Then we go back to paid work, yet continue to carry this load at home. In her book The Wife Drought, Annabel Crabb writes that in Australian nuclear families (with a heterosexual partnership) where dad works full time, sixty percent have the support of a stay at home mum to manage the household. Yet the equivalent support is there in three per cent of families where mum works full time.
Three. Per. Cent.
Is it any surprise that a recent ANU study found that of the 20 percent of people who reported an increase in alcohol consumption during the COVID lockdown, women said it was to deal with the stress of the extra caregiving responsibilities they had on top of their paid work? The men said it was because they had more time on their hands.
Heather’s work backs this up. “We know from research, such as the longitudinal HILDA study, that women in heterosexual relationships in Australia consistently spend more time on housework and caring responsibilities in the home than men.”
“And when women return to paid work, we usually continue to manage the lion’s share of the mental load,” she says. “The tendency to hold onto the parenting responsibilities is called ‘maternal gatekeeping’. I often hear this in the form of ‘it’s just easier if I do it’ or ‘he doesn’t do it as well as me’.
It doesn’t help that men have a tendency to overestimate how much they contribute in the home.
For example, in a study published in the New York Times in May 2020, nearly half of men claimed that they were doing most of the homeschooling. Only 3 percent of women agreed. That’s quite a gap in perceptions.
So, what can we actually do about this seemingly huge divide in our own homes? How do you overcome a situation where one person is the expert and the other person either doesn’t know how or is happy to go along for the ride?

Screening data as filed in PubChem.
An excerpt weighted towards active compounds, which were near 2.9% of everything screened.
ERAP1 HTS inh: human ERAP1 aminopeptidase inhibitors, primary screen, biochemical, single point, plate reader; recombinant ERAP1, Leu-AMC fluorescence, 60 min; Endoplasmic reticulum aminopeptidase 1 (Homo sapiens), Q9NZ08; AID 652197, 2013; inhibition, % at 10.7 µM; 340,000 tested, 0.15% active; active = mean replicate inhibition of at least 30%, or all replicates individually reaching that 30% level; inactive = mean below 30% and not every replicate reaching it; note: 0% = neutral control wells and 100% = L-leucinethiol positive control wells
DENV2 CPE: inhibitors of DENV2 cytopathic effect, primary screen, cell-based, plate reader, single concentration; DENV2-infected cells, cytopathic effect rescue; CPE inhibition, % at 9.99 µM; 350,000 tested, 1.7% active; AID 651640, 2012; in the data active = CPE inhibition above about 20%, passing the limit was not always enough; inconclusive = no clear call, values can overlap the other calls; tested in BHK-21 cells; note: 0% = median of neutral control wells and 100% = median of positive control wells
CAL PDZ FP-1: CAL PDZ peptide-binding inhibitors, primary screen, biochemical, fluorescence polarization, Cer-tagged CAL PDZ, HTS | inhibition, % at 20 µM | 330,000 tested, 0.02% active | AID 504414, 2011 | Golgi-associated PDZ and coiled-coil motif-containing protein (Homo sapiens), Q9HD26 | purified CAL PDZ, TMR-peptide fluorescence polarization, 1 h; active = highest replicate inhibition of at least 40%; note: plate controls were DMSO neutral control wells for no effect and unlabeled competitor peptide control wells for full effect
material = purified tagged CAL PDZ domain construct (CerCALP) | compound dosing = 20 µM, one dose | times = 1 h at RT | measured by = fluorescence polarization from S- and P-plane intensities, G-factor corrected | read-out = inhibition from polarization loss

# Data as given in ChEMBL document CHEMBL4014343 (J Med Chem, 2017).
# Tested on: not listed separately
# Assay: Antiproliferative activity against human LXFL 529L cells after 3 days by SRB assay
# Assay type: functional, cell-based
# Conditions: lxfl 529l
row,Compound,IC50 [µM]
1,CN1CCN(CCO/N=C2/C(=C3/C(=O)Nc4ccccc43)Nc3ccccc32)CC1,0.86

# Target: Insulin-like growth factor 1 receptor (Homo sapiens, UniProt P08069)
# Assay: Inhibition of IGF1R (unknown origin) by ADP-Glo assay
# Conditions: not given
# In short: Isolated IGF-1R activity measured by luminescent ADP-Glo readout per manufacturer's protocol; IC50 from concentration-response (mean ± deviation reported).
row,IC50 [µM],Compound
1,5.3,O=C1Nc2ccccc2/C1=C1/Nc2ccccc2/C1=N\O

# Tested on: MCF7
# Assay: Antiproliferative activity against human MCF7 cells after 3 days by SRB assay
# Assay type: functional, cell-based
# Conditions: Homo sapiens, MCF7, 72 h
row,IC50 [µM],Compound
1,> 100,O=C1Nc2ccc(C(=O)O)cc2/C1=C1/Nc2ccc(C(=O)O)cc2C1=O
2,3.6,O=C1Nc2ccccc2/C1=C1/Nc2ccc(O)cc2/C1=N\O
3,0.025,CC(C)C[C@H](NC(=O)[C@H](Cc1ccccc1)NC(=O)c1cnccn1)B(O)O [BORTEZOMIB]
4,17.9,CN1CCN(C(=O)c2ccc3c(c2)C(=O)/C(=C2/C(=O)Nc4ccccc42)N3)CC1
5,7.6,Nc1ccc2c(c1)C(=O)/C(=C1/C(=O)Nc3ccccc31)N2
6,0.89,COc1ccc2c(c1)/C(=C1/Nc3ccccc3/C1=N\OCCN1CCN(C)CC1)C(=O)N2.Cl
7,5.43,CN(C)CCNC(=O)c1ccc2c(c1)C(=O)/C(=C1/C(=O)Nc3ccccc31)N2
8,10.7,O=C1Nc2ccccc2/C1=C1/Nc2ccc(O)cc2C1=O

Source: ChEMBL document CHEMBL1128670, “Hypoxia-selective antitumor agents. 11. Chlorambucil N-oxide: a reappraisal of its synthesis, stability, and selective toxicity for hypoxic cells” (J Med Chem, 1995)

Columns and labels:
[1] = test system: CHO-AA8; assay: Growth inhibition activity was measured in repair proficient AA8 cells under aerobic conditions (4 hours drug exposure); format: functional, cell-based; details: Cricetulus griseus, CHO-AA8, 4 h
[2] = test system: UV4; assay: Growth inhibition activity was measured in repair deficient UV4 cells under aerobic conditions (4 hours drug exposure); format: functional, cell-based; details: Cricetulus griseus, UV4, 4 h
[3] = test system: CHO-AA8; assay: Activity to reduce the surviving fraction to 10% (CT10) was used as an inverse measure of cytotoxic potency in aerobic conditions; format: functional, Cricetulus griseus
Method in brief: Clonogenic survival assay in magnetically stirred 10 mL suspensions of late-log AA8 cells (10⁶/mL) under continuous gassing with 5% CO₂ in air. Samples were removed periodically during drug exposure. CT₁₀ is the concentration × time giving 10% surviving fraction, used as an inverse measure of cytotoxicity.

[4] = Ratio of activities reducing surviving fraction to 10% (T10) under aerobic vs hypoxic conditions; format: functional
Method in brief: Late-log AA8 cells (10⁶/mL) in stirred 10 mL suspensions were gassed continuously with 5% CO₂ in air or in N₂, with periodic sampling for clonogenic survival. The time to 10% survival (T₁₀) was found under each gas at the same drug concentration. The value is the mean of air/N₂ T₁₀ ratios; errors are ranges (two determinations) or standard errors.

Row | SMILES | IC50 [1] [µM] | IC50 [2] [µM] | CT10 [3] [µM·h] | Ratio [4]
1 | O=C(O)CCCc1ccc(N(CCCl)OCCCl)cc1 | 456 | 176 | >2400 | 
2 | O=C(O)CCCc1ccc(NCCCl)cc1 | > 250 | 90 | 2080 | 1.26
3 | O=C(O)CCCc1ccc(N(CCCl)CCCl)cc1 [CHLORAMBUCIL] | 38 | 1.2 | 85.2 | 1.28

Here’s the answer. Are you ready?
If you want to shift behaviour in your partner, you need to start letting go. Be prepared to relinquish control over the way things get done in your house.
Seriously though, one of the most powerful things you can do is to look for opportunities for your partner to walk in your shoes. In neuroscience, this is called perspective-taking.
In practice this means giving your partner a chance to learn and build confidence that they can manage the meal planning, putting kids to bed, homeschooling or running the social calendar without scrutiny.
Here’s how to get the conversation started:
- Be clear on why this matters. What are your reasons for why you need change? Write down the reasons that are personal and real to you. Share it.
- Make the invisible, visible. What gets seen gets managed. Capture all the responsibilities and tasks you are managing. A shared spreadsheet or list is good for this. It’s not a point-scoring exercise—it’s a management tool.
- Schedule time to discuss with your partner and check in regularly. Select a time to discuss when you are both relaxed. What do you need right now? What is working? What is not working? What is one thing that you can both do differently?
Heather says the first and most important step is acknowledging that things need to change.
“The challenge is to make a conscious decision and agreement as a couple to shift the responsibilities in the home. Then we can start to enable our partners to learn how to share the mental load.”
Sure, things may not happen the exact way you would do it, or in record time, but with some guidance, patience and space to practice, you can rebalance the mental load in your home, one conversation at a time.
And maybe the next time you are all invited out for dinner, you can actually enjoy the damn meal.